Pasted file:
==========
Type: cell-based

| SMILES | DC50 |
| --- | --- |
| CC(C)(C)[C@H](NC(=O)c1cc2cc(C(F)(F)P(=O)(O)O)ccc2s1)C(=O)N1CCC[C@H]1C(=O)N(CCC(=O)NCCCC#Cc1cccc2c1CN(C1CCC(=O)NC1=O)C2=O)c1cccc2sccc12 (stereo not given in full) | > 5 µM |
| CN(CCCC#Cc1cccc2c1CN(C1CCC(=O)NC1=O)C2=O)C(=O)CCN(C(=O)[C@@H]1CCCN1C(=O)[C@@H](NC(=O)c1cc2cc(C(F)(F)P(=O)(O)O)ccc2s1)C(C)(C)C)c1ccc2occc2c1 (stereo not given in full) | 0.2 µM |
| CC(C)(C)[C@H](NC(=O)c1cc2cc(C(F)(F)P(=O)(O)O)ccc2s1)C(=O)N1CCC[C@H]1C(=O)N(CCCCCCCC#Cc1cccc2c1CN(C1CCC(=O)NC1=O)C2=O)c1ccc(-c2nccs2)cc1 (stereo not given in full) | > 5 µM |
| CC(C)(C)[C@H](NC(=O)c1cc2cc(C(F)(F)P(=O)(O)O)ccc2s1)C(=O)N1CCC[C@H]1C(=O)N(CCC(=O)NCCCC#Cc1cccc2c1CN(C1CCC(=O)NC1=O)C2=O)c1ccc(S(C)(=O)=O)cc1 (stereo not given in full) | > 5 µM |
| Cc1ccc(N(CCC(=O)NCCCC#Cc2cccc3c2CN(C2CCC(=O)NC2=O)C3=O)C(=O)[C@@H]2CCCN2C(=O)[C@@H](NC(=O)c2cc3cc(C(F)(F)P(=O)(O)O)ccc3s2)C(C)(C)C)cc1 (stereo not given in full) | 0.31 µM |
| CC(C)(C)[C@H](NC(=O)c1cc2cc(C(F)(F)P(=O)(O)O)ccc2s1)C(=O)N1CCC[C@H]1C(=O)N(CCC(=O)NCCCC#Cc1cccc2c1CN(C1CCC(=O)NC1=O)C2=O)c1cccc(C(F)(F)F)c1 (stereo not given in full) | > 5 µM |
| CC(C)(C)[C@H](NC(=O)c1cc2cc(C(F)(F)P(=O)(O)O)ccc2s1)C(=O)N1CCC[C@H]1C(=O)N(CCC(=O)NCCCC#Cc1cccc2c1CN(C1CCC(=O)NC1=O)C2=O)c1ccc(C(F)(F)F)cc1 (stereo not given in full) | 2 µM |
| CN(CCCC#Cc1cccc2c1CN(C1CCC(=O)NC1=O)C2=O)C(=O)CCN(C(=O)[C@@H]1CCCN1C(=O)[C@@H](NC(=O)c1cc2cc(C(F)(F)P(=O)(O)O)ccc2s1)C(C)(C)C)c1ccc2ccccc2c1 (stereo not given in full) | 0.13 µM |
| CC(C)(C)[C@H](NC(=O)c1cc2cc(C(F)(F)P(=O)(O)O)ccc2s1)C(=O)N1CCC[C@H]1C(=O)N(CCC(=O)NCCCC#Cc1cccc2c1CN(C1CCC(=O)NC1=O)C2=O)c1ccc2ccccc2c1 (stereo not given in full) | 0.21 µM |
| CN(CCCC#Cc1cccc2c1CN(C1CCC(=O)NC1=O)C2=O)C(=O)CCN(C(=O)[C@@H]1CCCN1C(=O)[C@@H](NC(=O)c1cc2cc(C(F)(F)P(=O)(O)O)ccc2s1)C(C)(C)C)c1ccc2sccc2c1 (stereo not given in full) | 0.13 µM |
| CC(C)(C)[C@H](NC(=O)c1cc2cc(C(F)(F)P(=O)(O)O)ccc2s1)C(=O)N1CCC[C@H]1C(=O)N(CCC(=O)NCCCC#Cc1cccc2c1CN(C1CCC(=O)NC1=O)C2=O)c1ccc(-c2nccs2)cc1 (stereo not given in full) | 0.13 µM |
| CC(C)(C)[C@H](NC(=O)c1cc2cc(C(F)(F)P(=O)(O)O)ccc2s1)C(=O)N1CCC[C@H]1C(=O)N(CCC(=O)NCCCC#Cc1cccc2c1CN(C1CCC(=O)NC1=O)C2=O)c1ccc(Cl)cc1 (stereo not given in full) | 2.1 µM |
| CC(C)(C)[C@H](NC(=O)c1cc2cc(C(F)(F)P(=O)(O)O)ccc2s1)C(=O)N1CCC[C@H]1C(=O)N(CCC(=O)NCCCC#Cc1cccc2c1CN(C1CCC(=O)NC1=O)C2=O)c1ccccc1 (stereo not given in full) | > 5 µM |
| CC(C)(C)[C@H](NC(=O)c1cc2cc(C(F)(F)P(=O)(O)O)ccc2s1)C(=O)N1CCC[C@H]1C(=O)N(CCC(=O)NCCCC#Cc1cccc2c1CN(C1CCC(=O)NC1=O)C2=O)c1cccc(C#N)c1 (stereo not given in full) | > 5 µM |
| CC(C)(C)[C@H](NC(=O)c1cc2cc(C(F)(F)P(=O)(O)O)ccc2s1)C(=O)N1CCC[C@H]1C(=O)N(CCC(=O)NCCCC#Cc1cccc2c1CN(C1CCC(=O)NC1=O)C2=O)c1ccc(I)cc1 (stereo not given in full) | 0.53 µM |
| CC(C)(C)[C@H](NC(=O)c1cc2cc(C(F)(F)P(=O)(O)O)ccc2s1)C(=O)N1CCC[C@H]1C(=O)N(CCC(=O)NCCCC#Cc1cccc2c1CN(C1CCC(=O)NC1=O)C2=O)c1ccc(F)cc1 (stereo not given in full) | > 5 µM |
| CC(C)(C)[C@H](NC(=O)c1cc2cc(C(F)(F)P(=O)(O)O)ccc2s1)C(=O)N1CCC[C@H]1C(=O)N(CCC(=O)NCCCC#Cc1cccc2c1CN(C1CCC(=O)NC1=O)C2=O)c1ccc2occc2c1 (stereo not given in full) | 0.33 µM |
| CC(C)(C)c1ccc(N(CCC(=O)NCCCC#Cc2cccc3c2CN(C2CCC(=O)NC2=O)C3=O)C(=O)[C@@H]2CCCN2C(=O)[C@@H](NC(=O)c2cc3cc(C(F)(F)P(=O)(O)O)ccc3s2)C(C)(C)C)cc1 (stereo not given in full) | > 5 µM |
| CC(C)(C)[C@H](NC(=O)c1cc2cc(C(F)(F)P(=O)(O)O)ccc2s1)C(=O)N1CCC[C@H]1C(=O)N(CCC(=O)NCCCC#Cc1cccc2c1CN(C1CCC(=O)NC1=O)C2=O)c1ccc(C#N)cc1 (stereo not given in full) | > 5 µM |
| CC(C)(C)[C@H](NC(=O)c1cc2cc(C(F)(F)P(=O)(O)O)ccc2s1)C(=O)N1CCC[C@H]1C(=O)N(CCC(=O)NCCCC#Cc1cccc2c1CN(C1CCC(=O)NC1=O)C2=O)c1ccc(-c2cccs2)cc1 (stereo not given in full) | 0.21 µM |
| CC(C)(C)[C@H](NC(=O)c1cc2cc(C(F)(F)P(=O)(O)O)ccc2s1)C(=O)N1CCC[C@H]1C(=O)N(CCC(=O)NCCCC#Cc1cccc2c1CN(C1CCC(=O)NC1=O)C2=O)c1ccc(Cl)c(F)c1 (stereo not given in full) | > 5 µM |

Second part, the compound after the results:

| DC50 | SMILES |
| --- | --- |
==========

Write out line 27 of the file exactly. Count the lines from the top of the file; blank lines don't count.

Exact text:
| --- | --- |